As for the real World Cup, I'll pull for Côte d’Ivoire, for the same reason I cheer for Gonzaga during March Madness.

While looking for the formal name of the green space just south of the Art Institute the other day, I came across this wonderful blog, Public Art in Chicago. The woman who keeps it has a talent for photography and an interest in things that are interesting: "Sculptures, monuments, memorials, murals, graffitti, reliefs, fountains, amenities at public places in Chicago."

I was looking because I happened across this space last week. For some reason, I'd never ventured into it, even though it's easily accessible from Michigan Avenue. But a lot of people probably wander by without noticing it. Few of the Michigan Avenue throng were there when I was on that pleasant summer afternoon. The garden, which simply seems to be the South Garden, is planted with hawthorns in geometric precision that form a near-complete canopy. A long line of fountains gurgle under the trees.

Landscape architect Dan Kiley (1912-2004) designed it about 50 years ago. Among other projects, he also did the Chicago Botanic Garden, Independence Hall in Philadelphia, Gateway Arch in St. Louis, the JFK Library, Lincoln Center, Fountain Plaza in Dallas and the US Air Force Academy. "Grid-based classicism" was his style, according to, and he clearly got around.

I sat for a few peaceful minutes, then wandered around toward the back of the garden, which ends at one of the Art Institute's walls. Since I hadn't expected to be in the garden, I wasn't prepared for what I found there, even though I'd heard of it before: a work by Lorado Taft. More about which tomorrow.

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Monday, June 14, 2010

Valentino Georgievski, Puppet Master

On Saturday evening, I spotted a lone firefly in my front yard, flashing his vest-pocket Mazda. He's early, unless the recent heavy rains and lush growth bring masses of them out sooner rather than later. We'll see.

Last week the Art Institute of Chicago lions wore hockey headgear.

As the world well knows, or at least as North America knows, the Stanley Cup belongs to the Blackhawks for now, and besides the Art Institute dressing up the Michigan Avenue lions, last week there were plenty of other visible reminders downtown of the victory. A lot of Blackhawk jerseys and t-shirts on pedestrians, mainly, plus signs in windows and city-hung banners from lampposts.

I didn't make it over to the Chicago Picasso, but I heard that was decorated too. No surprise, really. It got the White Sox treatment back when they won the World Series.

Hockey gear on the bronze mascots of a fine arts palace is one thing, but note the guy in the red shirt and black-and-white cap, facing the crowds along Michigan Avenue. That's puppet master Valentino Georgievski getting ready for his act. How do I know that? I didn't until I stopped to watch him busk.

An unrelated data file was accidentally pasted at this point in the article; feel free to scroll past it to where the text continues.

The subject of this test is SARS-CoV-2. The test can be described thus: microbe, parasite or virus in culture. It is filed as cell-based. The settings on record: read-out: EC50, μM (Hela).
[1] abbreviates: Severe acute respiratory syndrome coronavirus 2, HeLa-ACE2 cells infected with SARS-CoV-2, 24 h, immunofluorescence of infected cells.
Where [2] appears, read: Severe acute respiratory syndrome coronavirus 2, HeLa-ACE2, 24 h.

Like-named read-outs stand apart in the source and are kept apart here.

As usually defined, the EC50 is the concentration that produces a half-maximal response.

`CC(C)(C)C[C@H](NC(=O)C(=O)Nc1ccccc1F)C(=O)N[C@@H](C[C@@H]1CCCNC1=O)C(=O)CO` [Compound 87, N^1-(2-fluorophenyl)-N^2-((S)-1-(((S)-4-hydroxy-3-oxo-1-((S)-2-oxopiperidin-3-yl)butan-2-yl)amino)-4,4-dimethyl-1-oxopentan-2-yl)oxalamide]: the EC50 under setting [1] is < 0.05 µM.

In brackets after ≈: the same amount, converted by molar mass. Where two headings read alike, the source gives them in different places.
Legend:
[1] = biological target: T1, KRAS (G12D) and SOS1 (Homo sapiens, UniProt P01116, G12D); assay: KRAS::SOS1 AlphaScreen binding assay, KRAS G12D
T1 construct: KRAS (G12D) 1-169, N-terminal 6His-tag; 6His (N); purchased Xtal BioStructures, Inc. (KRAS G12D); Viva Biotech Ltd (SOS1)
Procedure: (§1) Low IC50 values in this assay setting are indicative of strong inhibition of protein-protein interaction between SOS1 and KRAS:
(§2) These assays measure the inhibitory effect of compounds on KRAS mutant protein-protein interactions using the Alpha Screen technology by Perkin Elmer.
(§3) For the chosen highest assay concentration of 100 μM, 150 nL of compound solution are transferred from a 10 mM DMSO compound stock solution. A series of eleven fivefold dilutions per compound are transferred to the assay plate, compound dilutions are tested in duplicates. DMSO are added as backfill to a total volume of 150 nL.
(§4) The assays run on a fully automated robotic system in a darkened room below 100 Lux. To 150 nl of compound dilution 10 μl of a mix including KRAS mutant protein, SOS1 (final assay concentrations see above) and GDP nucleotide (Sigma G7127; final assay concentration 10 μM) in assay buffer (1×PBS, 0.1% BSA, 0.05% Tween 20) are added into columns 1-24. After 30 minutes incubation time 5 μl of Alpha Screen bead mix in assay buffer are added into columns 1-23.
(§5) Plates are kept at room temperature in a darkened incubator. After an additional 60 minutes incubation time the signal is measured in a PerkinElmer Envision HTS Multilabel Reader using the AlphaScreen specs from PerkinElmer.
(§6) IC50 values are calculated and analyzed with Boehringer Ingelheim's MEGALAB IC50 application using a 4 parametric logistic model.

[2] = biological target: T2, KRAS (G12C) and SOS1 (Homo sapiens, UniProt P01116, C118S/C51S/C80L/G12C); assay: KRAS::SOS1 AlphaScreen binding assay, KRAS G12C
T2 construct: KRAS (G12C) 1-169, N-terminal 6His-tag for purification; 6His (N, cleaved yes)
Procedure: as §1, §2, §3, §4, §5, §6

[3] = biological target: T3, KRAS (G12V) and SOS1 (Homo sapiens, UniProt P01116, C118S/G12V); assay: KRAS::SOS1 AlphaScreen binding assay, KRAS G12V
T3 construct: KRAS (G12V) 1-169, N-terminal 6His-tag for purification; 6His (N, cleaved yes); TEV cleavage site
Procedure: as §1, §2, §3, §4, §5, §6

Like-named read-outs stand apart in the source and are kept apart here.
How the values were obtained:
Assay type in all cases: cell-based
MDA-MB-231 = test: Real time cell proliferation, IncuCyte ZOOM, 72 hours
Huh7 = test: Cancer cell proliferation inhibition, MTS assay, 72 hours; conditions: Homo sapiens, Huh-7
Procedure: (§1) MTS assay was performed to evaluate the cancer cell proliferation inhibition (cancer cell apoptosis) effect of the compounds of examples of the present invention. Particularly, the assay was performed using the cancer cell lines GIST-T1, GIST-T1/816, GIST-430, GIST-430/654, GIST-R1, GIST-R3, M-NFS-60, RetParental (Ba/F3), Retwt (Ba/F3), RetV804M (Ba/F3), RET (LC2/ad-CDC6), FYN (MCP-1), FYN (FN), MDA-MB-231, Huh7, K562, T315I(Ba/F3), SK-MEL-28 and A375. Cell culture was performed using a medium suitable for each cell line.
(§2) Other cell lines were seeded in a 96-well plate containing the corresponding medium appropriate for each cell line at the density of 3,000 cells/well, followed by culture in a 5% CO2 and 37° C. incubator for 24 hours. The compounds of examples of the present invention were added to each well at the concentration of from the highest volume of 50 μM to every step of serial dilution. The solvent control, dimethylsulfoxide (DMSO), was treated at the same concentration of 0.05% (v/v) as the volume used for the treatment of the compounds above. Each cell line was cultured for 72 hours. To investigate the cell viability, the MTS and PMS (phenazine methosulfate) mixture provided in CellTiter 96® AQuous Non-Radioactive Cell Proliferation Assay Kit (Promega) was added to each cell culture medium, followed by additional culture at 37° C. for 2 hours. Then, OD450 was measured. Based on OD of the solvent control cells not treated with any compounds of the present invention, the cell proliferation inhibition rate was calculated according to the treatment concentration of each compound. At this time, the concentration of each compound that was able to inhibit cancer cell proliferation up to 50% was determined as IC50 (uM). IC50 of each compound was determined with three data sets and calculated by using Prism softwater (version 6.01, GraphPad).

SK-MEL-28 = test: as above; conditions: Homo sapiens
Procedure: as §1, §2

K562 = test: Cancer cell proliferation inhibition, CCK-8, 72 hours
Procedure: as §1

Summertime Chicago needs more buskers. There's been a history of pigheaded municipal harassment of buskers by the city, and by other U.S. cities, that I can't fathom, and I don't know the current restrictions on the activity. But at least Georgievski, who had a plastic license attached to his belt, seemed to be entertaining without restriction.

His puppets lip-synch and play puppet instruments to pop standards, jazz and blues numbers, which play in the background. The puppets -- Georgievski has four in all -- look the part, and more importantly, have the moves. A small crowd watched. It was much fun. Though this video is blurry, it gives a good impression of his puppetry (one of the songs I saw him do was "Sultans of Swing").

(Link for Facebook readers.)

During a break, I asked him how long he was going to be in Chicago. His home is New Orleans, he said in a thick Central European accent, where it's too hot now for much street theater. He'll be in Chicago through the Taste of Chicago, which packs in the crowds not far from the Art Institute until the Fourth of July, and then it's on to Ocean City, Maryland, for the rest of the summer.

Some time ago, I got some $2 bills at my bank when I noticed that the teller had some. I've given a few away so far as tips or parts of tips. As I left, I wished Georgievski well and put one of my remaining $2 bills in his tip basket.

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Sunday, June 13, 2010

Item From the Past: Wat Yai Chai Mongkol

Here's hoping the Thais find political stability at long last, but not at the cost of their liberty. Too much of the former without the latter equals Burma, just to name a neighbor for whom government is a cruel master.

Speaking of Burma, 16 years ago this month we visited Ayutthaya Historic Park, Thailand. The connection might not be obvious unless you know that in 1767, a Burmese army destroyed the city of Ayutthaya, which marked the end of the Siamese kingdom whose capital had been Ayutthaya. It was a teeming and wealthy place in its heyday, holding sway over much of southeast Asia for centuries.

Its ruins endure, helped along by restoration in the late 20th century. It's a fairly large place with much to see under the tropical sun. Perhaps that's why Buddha reclines.